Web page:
Dassault LOGIDUC

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The Dassault LOGIDUC -sometimes spelled Logiduc in French and LogiDuc in English- (Logique de Développement d'UCAV, French for "Unmanned Combat Aerial Vehicle development solution") was an autonomous industrial program launched in 1999 by the French aircraft manufacturer Dassault Aviation in view to develop its UAV design capacities. This French programme eventually led to the creation of the Dassault-Sagem Tactical UAV company and to the European "combat drone" project nEUROn.

The LOGIDUC program consisted of a series of three stealth aerial vehicles, from scale 1/100 to 1/1, in view to collect data required by the production of a fighter-sized stealth UCLAV type supporting the Dassault Rafale in the 2010s and to design autonomous stealth fighters primary used by the French Air Force circa 2025.

The two first vehicles, AVE-D and AVE-C, are scale model 1/100 (50kg) and 1/10 (500kg) stealth "tactical drones" (UAV), while the final version was to be a full-scale (5,000kg) prototype stealth "combat drone" (UCAV).

Each vehicle was given an owl name as "Duc" ("duke") is the French name of a nocturnal bird of prey species known in Latin as Otus aka Scops owl. Petit Duc ("small duke") stands for scops owl, Moyen Duc ("medium duke") stands for long-eared owl and Grand Duc ("large duke") is eagle owl. Other Dassault aircraft with bird names are the Dassault MD 315 Flamant (flamingo), the Dassault Falcon (falcon) family and the Dassault Hirondelle (swallow).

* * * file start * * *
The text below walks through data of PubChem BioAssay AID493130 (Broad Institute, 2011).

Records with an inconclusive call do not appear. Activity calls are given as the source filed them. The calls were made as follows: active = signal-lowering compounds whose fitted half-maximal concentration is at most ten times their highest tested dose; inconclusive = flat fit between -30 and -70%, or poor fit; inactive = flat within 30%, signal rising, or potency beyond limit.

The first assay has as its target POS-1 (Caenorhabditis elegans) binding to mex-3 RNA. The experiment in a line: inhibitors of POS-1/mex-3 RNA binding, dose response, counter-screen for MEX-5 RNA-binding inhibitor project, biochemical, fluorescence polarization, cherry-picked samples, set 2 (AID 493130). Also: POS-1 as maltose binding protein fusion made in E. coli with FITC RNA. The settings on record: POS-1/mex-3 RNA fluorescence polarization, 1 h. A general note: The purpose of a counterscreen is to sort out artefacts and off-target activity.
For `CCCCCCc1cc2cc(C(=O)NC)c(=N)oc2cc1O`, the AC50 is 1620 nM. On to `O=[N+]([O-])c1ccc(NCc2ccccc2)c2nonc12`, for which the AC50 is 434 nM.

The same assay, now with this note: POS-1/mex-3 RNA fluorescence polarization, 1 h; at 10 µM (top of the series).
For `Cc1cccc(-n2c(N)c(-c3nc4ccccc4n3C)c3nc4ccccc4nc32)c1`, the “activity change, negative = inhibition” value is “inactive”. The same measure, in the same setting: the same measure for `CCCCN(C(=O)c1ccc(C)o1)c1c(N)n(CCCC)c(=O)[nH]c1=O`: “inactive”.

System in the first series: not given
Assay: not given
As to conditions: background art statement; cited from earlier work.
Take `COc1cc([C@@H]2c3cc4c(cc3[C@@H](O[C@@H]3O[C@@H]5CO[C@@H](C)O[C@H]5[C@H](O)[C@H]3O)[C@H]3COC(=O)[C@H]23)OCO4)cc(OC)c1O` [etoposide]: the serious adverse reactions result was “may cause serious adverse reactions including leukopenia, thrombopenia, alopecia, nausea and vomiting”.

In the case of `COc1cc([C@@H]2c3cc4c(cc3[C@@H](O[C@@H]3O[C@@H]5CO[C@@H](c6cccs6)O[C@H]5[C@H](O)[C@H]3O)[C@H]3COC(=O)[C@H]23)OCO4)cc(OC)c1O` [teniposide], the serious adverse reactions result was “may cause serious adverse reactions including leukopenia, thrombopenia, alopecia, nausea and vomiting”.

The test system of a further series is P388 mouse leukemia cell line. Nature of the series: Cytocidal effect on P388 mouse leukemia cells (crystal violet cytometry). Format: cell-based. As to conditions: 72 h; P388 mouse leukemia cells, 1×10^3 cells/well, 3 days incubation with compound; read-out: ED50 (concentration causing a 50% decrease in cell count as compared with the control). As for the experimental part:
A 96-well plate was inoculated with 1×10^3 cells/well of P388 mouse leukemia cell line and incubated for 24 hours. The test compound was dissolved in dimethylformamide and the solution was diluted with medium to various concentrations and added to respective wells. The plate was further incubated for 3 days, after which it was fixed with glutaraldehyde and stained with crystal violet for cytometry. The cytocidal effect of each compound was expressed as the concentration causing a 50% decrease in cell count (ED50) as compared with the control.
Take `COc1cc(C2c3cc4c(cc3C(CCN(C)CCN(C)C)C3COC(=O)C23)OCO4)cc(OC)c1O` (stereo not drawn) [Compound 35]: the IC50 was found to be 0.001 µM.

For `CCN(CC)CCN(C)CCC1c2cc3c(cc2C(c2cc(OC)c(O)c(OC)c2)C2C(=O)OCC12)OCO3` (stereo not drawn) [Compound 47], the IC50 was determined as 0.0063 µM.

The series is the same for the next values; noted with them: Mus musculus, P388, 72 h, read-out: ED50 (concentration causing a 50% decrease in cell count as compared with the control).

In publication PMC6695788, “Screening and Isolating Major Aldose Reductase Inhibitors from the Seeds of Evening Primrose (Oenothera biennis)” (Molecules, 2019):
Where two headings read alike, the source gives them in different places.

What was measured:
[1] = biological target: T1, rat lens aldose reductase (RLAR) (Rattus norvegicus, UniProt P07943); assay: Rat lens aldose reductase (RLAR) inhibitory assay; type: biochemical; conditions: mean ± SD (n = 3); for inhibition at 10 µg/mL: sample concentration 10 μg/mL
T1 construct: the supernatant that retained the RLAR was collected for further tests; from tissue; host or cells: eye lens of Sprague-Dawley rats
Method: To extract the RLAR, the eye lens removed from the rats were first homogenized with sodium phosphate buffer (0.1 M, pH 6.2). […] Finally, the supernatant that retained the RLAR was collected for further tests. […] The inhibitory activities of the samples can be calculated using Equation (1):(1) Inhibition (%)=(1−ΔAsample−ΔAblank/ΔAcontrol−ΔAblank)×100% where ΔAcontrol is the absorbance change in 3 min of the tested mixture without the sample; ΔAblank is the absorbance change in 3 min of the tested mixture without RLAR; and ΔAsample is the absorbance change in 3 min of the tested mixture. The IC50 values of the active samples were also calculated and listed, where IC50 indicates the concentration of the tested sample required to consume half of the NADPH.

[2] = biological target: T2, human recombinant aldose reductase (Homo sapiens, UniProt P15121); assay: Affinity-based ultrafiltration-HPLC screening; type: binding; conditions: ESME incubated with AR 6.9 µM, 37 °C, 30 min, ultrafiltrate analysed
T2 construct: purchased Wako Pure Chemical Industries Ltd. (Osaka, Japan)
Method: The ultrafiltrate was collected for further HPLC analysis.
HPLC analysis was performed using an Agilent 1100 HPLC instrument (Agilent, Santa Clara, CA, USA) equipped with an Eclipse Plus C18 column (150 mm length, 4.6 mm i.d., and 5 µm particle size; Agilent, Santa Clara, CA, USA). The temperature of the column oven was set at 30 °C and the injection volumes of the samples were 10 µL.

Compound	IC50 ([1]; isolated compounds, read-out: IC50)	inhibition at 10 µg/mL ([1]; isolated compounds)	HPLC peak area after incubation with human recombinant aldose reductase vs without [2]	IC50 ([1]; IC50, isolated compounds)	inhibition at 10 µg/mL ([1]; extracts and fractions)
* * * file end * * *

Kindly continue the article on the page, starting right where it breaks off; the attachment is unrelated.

LOGIDUC was a 3-step program with the following aims:

Mastering stealth aircraft design.
Confronting stealth aircraft to modern air-to-air combat systems.
Confronting stealth aircraft to modern ground-to-air combat systems.
Experimenting unstable yaw aircraft control methods.
  • Grand Duc:
Acquiring full mission system representativity.
Acquiring composite pack airborne control.
Acquiring collaborative flight with drones and aircraft.
Acquiring live air-to-ground weapon release.

The Petit Duc and Moyen Duc both reached the flying stage; the Grand Duc was cancelled in 2003 and replaced by the nEUROn European project.

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